Fooling Garwulf"Now THAT'S Bunny," and Making Audiences CareFooling Garwulf - RSS 2.0
Another week, and another episode of Penn & Teller: Fool Us - and as usual, without further ado, the performers:
Jay Sankey: This was a high energy performance that, as Penn said, used its fire theme quite well. It was a set instead of a single trick, and a great use of escalation - the first trick was a rising card trick, which has a number of methods. The second is a lovely version of an object being torn and restored, but the third with the sparkler was almost jaw dropping. It didn't fool Penn and Teller, but the third one did fool me, and it was a great opening to the show.
Greg Wilson: I had hoped I would see this in some capacity during this season. The trick itself was outstanding, a combination of a sword box and "Metamorphosis" (an illusion that may have been invented by Houdini), but with a see-through box. What's great about this is that it is a routine that destroys expectations throughout - the elements of each part of the trick are well known, but from other tricks... so you never quite know what is going to happen next. The reveal of Wilson's parents, Mark Wilson and Nani Darnell, two legends who helped make televised magic credible with their show The Magic Land of Allakazam (1960-1964), was just wonderful. It fooled Penn and Teller and was the best performance of the night.
Trigg Watson: This was a lovely routine, but unfortunately it was also got the escalation wrong, thereby stealing its own thunder. Watson's first trick with the flowers and the tablet was wonderful and baffling, a great example of the new electronic magic that we saw a couple of episodes ago from Simon Pierro. Watson's second trick with the quick changing prediction was delightful, but not nearly as amazing or stunning, so it came out as a bit of an anti-climax. Still, even though it didn't fool Penn and Teller, it was an entertaining routine.
(The inventor of the second trick, Billy McComb, 1922-2006, was an British comedy magician known for inventing illusions, as well as making appearances in American movies and television.)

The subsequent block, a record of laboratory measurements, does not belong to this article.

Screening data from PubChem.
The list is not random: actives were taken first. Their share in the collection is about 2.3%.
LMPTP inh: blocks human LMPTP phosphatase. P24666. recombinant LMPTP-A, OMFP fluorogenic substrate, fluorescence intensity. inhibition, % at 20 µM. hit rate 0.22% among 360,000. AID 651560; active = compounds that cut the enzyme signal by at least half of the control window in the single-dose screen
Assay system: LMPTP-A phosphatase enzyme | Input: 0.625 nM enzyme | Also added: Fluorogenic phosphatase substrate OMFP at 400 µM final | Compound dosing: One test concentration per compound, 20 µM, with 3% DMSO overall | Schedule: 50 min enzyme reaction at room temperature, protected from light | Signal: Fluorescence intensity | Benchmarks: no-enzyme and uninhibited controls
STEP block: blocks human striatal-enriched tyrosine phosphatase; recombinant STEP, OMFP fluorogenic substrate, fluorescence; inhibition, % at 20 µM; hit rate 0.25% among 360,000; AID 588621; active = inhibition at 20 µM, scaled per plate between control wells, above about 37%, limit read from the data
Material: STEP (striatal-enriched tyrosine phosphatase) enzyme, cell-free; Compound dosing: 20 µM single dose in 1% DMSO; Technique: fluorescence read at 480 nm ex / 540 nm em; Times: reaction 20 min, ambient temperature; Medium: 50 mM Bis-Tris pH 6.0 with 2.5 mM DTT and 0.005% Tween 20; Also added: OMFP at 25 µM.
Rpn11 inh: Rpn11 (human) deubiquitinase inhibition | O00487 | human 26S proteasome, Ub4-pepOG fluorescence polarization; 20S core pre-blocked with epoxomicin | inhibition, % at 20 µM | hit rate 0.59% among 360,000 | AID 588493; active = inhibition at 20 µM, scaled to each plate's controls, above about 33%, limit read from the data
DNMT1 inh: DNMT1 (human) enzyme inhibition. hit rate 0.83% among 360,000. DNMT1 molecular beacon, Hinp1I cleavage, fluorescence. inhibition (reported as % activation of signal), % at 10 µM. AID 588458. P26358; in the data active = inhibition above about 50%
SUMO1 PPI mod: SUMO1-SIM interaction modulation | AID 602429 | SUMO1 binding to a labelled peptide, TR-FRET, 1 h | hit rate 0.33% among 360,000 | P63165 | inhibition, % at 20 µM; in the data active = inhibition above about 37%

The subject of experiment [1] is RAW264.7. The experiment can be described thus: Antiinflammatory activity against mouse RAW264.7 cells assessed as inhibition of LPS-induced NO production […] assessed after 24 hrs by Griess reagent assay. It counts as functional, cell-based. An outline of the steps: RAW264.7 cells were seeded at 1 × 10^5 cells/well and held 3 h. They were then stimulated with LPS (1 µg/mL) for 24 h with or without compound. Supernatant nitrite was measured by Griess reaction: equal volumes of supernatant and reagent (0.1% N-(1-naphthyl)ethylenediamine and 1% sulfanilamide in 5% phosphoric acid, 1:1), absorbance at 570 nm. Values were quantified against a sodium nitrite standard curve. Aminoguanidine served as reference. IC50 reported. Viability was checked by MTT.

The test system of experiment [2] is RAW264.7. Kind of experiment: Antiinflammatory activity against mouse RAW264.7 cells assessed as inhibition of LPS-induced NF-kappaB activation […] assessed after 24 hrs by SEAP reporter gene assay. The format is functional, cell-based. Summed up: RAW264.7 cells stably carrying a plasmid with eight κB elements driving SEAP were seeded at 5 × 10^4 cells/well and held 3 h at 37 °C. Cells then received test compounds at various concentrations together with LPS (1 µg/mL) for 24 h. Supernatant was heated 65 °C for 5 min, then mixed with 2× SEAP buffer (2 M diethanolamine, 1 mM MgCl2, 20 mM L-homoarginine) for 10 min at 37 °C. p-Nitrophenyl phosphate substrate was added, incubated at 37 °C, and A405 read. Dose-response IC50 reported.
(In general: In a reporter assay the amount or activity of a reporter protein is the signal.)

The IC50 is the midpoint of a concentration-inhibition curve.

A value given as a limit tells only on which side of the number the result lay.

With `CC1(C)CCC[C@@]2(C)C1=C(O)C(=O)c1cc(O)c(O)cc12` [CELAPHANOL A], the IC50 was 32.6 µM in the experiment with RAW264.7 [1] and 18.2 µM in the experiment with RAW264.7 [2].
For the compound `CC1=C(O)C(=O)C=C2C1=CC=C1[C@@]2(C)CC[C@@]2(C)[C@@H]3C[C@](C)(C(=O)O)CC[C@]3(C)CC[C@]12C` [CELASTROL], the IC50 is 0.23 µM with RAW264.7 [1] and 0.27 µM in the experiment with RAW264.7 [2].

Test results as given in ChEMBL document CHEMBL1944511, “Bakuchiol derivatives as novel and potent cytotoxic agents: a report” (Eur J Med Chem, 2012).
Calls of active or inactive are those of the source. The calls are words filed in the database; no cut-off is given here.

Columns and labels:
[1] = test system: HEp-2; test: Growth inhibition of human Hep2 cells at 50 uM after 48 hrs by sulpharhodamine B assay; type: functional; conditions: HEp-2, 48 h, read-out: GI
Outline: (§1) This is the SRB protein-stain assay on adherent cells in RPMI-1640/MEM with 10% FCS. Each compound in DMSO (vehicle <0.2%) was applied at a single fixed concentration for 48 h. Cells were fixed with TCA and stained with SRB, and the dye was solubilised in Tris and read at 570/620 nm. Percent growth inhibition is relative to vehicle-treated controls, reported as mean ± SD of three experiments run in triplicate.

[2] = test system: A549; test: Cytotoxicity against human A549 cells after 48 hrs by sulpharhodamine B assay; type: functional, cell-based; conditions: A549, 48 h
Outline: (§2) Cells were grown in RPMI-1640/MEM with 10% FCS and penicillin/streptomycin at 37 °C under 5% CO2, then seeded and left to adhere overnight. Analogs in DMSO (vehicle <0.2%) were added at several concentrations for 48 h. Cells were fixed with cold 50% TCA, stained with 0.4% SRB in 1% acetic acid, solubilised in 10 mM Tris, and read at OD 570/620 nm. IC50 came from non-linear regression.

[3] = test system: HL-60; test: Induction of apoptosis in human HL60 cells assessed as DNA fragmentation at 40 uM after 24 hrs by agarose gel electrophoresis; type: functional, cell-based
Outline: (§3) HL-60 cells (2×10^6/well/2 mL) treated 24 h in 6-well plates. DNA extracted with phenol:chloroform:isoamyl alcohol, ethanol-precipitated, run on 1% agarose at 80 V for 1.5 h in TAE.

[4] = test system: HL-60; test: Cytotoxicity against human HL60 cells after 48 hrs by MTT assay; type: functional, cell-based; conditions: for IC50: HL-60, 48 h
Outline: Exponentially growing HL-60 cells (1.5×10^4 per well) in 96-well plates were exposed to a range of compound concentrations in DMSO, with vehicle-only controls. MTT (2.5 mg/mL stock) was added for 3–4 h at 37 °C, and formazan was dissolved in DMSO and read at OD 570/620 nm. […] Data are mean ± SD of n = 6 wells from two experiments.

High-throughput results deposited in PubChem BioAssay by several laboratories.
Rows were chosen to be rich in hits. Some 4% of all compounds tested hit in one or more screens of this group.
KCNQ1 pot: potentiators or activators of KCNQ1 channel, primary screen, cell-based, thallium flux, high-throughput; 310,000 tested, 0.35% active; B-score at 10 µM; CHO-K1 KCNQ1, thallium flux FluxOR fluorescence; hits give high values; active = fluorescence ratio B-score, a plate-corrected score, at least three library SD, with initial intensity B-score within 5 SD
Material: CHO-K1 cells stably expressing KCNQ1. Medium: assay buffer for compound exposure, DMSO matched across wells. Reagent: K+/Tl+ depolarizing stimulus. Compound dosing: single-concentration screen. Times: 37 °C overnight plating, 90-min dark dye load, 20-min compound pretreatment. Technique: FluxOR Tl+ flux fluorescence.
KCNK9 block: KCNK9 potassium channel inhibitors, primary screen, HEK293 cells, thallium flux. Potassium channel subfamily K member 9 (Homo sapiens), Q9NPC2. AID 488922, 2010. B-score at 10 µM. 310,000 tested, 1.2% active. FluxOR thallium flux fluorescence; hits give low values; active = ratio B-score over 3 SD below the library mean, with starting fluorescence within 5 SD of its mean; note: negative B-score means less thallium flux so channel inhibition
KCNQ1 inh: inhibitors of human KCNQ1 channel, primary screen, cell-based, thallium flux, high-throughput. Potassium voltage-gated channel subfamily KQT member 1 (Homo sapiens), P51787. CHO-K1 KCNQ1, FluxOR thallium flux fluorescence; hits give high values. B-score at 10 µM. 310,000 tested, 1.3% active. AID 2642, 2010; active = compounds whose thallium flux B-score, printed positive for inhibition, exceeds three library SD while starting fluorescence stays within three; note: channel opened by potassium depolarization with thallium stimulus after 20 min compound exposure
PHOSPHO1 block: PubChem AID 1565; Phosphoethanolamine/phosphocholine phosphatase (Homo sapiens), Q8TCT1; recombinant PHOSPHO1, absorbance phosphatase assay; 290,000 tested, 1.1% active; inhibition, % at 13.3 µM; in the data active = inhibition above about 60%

Jen Kramer: There was a lot going on in this performance, although it probably made more impact on magicians than the audience. There is an entire field of card magic involving memorization and mathematics, requiring the magician to be - as Penn said - faster with their mind than their hands. It's not easy to do, and Kramer did it wonderfully, even if she didn't fool Penn and Teller.
(Penn mentioned two magicians in his commentary. The first, Juan Tamariz, is a Spanish magician who wrote The Magic Way, one of the more influential books on performance theory. Simon Aronson is an amateur American magician who specializes in inventing new tricks.)
Penn and Teller: It's not often that you see anybody pull a rabbit from a hat these days, and it was delightful to watch Penn and Teller do it. Their breakdown of why the trick isn't done much today, and their performance of the trick itself, was wonderful. It's been a crowd pleaser for a while, in large part because of how family-friendly it is, although Penn and Teller did miss one important element of how it was often done: a little girl. Magicians like Howard Thurston (1869-1936) and Harry Blackstone Sr. (1885-1965) would usually present it using a little girl from the audience as a volunteer, and give her the rabbit at the end of the trick. Making somebody's daughter's day brighter on stage is a good way to engage the audience, and this brings me to this week's commentary.